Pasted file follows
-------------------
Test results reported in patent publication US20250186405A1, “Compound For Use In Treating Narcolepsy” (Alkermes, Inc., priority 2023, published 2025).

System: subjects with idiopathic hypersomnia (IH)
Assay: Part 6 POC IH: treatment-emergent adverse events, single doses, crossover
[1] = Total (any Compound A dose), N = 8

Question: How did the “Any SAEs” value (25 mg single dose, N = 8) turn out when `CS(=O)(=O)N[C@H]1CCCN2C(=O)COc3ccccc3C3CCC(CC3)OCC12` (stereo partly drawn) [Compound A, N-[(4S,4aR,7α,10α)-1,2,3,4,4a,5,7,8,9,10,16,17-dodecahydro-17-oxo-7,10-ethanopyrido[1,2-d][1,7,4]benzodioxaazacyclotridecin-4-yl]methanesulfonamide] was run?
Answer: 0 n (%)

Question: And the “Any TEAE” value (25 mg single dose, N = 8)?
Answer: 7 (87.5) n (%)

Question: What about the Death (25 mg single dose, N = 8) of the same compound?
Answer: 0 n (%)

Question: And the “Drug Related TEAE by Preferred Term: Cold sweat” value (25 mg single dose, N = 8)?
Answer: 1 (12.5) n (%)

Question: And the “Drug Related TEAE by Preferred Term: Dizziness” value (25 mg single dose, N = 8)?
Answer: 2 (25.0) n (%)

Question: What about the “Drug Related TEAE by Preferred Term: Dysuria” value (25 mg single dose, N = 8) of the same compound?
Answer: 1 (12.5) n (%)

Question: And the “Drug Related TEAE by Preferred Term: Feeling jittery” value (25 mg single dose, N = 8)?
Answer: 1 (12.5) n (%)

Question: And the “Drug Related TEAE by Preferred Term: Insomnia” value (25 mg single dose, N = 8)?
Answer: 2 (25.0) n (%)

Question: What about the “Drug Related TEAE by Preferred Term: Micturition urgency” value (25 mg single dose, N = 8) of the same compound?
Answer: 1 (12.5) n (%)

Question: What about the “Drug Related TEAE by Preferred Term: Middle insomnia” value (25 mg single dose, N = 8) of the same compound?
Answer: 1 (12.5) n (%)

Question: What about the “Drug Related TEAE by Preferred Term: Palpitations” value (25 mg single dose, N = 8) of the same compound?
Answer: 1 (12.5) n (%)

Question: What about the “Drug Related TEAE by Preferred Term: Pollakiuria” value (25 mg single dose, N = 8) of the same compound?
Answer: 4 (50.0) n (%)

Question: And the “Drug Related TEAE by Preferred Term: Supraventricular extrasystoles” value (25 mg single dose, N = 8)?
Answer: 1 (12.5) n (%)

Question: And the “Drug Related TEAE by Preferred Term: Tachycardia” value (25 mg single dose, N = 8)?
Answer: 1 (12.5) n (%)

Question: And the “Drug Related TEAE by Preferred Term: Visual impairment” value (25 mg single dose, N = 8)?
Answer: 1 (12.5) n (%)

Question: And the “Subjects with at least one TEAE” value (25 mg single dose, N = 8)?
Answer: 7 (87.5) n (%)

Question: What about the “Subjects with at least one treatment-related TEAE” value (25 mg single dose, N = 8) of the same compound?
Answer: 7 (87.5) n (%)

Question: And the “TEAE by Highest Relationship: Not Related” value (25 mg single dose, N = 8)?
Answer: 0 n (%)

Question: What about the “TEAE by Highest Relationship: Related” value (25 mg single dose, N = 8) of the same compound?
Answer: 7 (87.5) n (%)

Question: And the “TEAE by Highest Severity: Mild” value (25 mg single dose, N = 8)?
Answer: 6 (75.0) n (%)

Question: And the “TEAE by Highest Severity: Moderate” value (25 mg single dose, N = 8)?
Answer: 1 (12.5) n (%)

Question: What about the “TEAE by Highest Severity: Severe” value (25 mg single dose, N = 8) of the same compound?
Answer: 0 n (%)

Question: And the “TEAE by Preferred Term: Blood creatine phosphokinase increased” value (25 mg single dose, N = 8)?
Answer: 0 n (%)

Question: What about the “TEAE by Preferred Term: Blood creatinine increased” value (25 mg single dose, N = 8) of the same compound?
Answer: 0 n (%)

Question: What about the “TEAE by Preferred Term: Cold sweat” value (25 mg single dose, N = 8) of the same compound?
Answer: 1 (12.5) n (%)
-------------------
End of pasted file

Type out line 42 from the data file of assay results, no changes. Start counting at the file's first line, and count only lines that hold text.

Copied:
Answer: 7 (87.5) n (%)